Entering his 13th season at UCLA, 50-year-old John Wooden never had won an NCAA tournament game. His last three teams had finished 16-10, 16-9 and 14-12, by far his worst stretch as a coach. His program seemed to be getting worse, not better.
Wizard of Westwood? Hardly. Had 1960 been 2007, one only can imagine how many Web sites would have been dedicated to getting the aging, out-of-touch loser fired.
In his eighth season as a college coach and third at Duke, Mike Krzyzewski went 11-17. It was his third losing record in a four-year stretch and capped a five-season span in which his teams had gone 61-75. His Duke record stood at 38-47 and his Blue Devils were ACC laughingstocks: 6-8 his first year, 4-10 his second, 3-11 his third.
Coach K? Try Coach Zero. Had 1983 been 2007, Duke would have paid whatever sum necessary to buy out Krzyzewski's contract so he could go screw up some other program.
Patience in college basketball is about as fashionable on today's campuses as goldfish-eating contests, war protests and Devo concerts.
Win now. Win big. Win NCAA tourney games. And fill the arena. Or else.
Big-time college basketball coaches are crazy just to be in that profession. I have shared my theory with many of them and not once have I been told I was wrong. Coaches deserve to get paid more than university presidents and top professors because they work harder and are under far more pressure to perform.
Bruce Weber's first three seasons at Illinois were outstanding and included a run to the 2005 NCAA title game. With his team winning "only" 23 games this year, however, many Illini Land denizens want somebody better. (Ron Guenther has stood by Weber - when the Illinois athletics director isn't giving in-game lineup advice or screaming at players, that is.)
While there is no vacancy in Champaign-Urbana - yet, anyway - there are plenty of high-profile openings around the country. Ever the meat market, the Final Four will be extra wild this weekend in Atlanta as coaches sell their wares and ADs look for the next hot commodity.
Kentucky will try to improve upon Tubby Smith. Stan Heath is job-hunting after Arkansas fired him despite consecutive NCAA appearances. Tommy Amaker was permanently benched by Michigan. Iowa gladly let Steve Alford go.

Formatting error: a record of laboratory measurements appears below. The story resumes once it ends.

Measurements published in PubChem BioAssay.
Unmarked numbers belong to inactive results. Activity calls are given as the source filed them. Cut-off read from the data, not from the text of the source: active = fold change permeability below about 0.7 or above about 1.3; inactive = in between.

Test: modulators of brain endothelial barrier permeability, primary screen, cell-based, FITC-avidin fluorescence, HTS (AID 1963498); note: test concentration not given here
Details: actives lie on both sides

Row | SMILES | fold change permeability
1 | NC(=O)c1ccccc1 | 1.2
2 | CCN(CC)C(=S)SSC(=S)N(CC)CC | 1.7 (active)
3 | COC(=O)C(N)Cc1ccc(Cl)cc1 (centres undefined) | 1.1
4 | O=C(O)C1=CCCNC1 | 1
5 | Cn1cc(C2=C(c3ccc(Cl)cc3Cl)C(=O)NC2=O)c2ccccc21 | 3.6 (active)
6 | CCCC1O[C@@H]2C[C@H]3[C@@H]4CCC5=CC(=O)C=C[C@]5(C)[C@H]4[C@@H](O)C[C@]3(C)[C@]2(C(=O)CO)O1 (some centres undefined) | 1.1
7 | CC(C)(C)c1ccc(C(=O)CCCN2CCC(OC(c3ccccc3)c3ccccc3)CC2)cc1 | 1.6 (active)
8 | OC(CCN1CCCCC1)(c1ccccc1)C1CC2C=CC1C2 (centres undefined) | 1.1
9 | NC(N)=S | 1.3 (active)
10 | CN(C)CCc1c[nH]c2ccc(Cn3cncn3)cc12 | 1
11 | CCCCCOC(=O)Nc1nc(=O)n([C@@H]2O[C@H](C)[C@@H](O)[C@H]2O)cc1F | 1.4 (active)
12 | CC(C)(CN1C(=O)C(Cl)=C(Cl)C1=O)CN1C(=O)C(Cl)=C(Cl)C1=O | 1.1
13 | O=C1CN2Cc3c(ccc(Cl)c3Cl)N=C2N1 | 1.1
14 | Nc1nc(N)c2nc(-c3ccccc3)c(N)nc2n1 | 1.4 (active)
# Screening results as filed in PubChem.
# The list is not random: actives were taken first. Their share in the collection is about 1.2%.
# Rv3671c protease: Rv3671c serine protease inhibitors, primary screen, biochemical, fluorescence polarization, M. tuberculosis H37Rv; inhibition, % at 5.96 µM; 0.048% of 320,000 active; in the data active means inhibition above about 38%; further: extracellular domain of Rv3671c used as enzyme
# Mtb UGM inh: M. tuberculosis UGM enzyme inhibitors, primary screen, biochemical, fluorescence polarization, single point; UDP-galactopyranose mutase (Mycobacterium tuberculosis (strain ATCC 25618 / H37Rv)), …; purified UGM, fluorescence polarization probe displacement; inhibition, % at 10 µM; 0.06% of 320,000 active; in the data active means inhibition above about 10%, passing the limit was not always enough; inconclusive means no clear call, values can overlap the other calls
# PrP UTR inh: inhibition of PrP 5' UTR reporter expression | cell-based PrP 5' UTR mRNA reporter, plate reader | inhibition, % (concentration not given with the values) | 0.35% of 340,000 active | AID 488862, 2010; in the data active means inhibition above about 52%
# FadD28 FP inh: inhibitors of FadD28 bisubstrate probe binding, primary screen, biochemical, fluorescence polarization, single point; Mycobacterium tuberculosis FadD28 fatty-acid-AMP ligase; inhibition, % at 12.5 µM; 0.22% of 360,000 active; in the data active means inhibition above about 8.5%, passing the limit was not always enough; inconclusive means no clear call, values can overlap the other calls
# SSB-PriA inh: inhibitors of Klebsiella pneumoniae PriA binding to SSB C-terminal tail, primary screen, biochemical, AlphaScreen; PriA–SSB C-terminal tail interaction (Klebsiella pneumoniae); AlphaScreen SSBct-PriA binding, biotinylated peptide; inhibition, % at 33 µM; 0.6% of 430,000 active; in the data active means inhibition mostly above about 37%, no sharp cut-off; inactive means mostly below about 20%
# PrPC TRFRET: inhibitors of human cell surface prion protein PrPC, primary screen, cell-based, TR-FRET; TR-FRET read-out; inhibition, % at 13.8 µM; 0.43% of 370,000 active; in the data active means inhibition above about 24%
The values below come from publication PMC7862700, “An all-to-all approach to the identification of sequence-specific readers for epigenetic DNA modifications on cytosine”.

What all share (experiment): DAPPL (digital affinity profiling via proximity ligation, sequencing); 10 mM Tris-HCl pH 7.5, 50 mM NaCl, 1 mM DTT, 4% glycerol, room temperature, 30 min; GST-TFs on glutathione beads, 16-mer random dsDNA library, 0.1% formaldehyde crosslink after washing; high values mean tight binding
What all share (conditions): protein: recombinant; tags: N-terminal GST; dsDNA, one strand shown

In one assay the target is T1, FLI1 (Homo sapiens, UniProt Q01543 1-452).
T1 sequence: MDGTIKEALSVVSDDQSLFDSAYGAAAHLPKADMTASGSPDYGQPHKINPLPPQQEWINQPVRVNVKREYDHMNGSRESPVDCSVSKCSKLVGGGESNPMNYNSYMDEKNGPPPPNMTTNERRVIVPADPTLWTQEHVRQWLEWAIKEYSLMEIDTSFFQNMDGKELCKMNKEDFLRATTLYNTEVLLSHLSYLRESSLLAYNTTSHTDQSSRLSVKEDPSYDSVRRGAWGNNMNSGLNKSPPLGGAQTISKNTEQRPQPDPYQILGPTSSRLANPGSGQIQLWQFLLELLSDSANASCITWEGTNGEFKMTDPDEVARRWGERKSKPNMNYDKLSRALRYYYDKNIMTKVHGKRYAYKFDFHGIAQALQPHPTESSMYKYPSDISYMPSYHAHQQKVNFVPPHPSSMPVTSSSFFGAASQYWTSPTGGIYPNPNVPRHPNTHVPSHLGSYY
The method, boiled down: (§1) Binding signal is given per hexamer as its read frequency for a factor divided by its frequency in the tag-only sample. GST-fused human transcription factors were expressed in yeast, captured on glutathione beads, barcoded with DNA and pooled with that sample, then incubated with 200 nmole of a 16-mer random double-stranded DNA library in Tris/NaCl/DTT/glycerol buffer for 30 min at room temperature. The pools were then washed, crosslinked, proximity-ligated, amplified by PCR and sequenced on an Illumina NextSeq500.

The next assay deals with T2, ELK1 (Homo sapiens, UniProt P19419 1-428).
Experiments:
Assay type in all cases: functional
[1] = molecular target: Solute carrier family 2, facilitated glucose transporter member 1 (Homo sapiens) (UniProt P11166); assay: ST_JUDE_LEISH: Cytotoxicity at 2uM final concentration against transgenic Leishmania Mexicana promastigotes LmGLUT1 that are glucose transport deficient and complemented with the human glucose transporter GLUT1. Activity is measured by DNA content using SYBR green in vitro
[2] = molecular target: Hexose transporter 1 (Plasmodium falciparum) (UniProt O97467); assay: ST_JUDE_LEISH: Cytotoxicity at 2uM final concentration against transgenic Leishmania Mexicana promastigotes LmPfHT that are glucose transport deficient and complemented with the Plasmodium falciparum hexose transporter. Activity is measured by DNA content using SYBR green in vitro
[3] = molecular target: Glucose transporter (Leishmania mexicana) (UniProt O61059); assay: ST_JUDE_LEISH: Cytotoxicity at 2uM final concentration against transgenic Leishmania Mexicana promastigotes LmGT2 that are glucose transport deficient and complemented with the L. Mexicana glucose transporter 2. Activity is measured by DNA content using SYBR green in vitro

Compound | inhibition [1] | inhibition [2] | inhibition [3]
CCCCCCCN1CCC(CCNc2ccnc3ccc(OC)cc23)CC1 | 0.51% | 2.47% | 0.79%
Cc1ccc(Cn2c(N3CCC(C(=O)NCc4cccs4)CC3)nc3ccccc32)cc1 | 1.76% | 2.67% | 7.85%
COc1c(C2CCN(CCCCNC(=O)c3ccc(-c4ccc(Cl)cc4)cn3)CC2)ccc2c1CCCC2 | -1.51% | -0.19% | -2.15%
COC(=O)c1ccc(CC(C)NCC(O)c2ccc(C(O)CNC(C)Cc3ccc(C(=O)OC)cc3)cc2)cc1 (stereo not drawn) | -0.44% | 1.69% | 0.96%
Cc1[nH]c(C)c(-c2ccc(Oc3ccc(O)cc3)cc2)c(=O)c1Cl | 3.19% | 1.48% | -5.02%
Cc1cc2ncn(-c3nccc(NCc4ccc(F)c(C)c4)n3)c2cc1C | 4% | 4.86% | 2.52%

Though Kentucky appears to be the "best" opening, I'd argue it might be the worst. Any successful, well-paid coach who would leave a good situation for a place where only national titles are acceptable needs a lobotomy. Yes, I'm talking to you, Billy Donovan, Tom Crean, Billy Gillespie, Rick Barnes and Mark Few.
Why would Smith leave Kentucky for Minnesota? Why would Alford bolt Iowa for New Mexico? The answer: Why not? They still will make mountains of moolah while escaping ridiculous expectations.
Of course, smaller schools have their own outsized expectations these days. Having convinced themselves that each of their programs is but a savior coach away from being the next Gonzaga, honchos from Quinnipiac, Harvard, Marshall, Chicago State, Indiana State, St. Bonaventure, Missouri-Kansas City and Santa Clara also will be shopping at the Final Four marketplace.
For the big boys, Chris Lowery of Southern Illinois will be the Flavor of the Month in Atlanta.
As was the case with Dan Monson (Gonzaga '99) and Heath (Kent State '02), Lowery is on everybody's "hot list" of mid-major coaches ready for prime time. Then again, Monson (dumped by Minnesota in November) and Heath (bounced by Arkansas on Monday) discovered that coaching in prime time can be about as enjoyable as being married to Ron Artest.
I'm not saying Lowery should turn down Iowa or Michigan; the pay and prestige upgrades would be difficult to resist. Life, especially a college basketball coach's life, is all about embracing challenges, taking chances and making changes. I'm just saying Lowery might want to ask former boss Weber how much fun Bruce had in the Big Ten this year. He might want to chat with Smith about loyalty being a one-way street. And he might want to look up John Wooden and Mike Krzyzewski, who always are willing to share their wisdom with young coaches.
Go 14-12 at Iowa (as Wooden did at UCLA in 1960), and www.firestevelowery.com will be up and running. Go 38-47 in three years at Michigan (as Coach K did at Duke in the early-'80s), and there will be no Year 4.
As long as Lowery knows those rules going in, he might as well pad his bank account - and check his sanity at the door.
Mike Nadel (firstname.lastname@example.org) is the Chicago sports columnist for CNS. For his take on those and other subjects, check out his blog, The Baldest Truth, at pjstar.com/php/index.php/nadel.
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